To set up your Ledger Nano S you plug it into your computer with its bundled cable and you can automatically configure it. After setup, you can download Ledger software from the official site to install for a user-friendly interface between your Ledger Nano S and the Bitcoin network.
Ledger Nano X
The Ledger Nano X is the latest version from the Ledger company to be available in Australia. It’s main difference is its ability to connect to mobile devices via bluetooth as well as PC like the Ledger Nano S. It also has updated specs to store more applications and a larger battery capacity.
Trezor Model T
The Trezor Model T is the latest model available in Australia from Trezor. It includes support for all the main cryptocurrencies such as Bitcoin, Ethereum, Litecoin, Zcash, Dash and thousands more. It has a full-colour touch screen, is encrypted, and supports a microSD card. Trezor is a great option for Australian’s looking for a user-friendly, good looking hardware wallet to store their cryptocurrency assets long term.
The KeepKey hardware wallet was created as an all-encompassing platform built to handle popular cryptocurrencies such as Bitcoin, Ethereum, BNB and OmiseGo to name a few. The KeepKey hardware wallet uses PIN protection and passphrases to secure your crypto assets. It has customizable transaction speeds and limitless wallet address support. You may not find this suitable as it is developed and interacts with the shapeshift service, so research shapeshift prior to looking at purchasing this wallet.
If you are interested, all the above hardware devices can be purchased through Easy Crypto here.
I hope these reviews point you in the right direction when assessing what the Best Bitcoin Wallet for Australian’s is; and where to download or purchase the right items to safely manage your personal Bitcoin assets.
Remember that the security of your Bitcoin is solely in your hands. It pays to be familiar with the technology and practice sending and receiving small amounts. Here at Easy Crypto Australia, we aim to educate and assist all newcomers to the Bitcoin world. If you are ever in in doubt don’t hesitate to contact us for advice.
You can find more information on password security for your wallets here.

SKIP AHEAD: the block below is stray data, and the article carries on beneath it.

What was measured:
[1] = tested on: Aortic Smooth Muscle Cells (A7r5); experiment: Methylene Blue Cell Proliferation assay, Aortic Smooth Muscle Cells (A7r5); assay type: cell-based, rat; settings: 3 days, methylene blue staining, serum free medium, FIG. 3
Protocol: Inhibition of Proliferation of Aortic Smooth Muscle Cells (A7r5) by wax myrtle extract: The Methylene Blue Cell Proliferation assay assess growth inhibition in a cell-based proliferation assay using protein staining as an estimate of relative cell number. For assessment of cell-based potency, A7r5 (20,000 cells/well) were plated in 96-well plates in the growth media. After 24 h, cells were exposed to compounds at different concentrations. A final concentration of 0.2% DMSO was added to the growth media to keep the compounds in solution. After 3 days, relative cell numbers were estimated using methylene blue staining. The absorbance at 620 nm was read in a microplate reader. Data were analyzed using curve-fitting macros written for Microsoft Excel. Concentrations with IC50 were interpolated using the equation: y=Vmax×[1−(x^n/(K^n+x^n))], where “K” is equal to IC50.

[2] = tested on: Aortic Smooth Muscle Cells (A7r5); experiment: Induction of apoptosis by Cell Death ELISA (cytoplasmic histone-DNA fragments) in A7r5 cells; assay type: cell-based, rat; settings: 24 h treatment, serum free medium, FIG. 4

Australian Bitcoin Wallet Frequently Asked Questions (FAQ)
Q. When using a Bitcoin Wallet, what does a ‘confirmation’ mean?
A. Your Bitcoin transactions will change to the status of ‘confirmed’ when miners have validated them on the blockchain.
Q. How quick will transactions be confirmed in my chosen Bitcoin Wallet?
A. Speed of confirmation is usually related to the fee you attached to your transaction. Miners prioritise transactions that pay the highest fee. However, you will find that a standard fee will still be confirmed relatively quickly.
Q. Where can I monitor my Bitcoin wallet transaction?
A. Most Bitcoin wallets will notify you of your transactions in real time. However, you can also check a transaction by copying your wallet public address via a site such as Blockchair.
Q. I can’t see my transaction processing anywhere?
A. Your wallet software sometimes may take a minute or two to start processing the transaction. Some may also require a secondary confirmation, such as an email confirmation on your end for safety reasons.
Q. What is the QR code next to my Bitcoin Wallet Address?
A. QR codes are like barcodes. They are commonly used to scan items using a phone camera. Bitcoin Wallet Addresses can be scanned this way, making it a more user friendly way to send or receive BTC as required.
Q. I’ve forgotten my Bitcoin wallet password, what should I do?
A. Most wallets will allow restoration via a ‘seed phrase’. This is a pass phrase of words that you wrote down when you created your wallet address and stored somewhere physically, such as on a piece of paper. Using these seed words, you can restore you Bitcoin wallet. It is highly recommended you store your seed phrase and password somewhere extremely safe and always think about backups.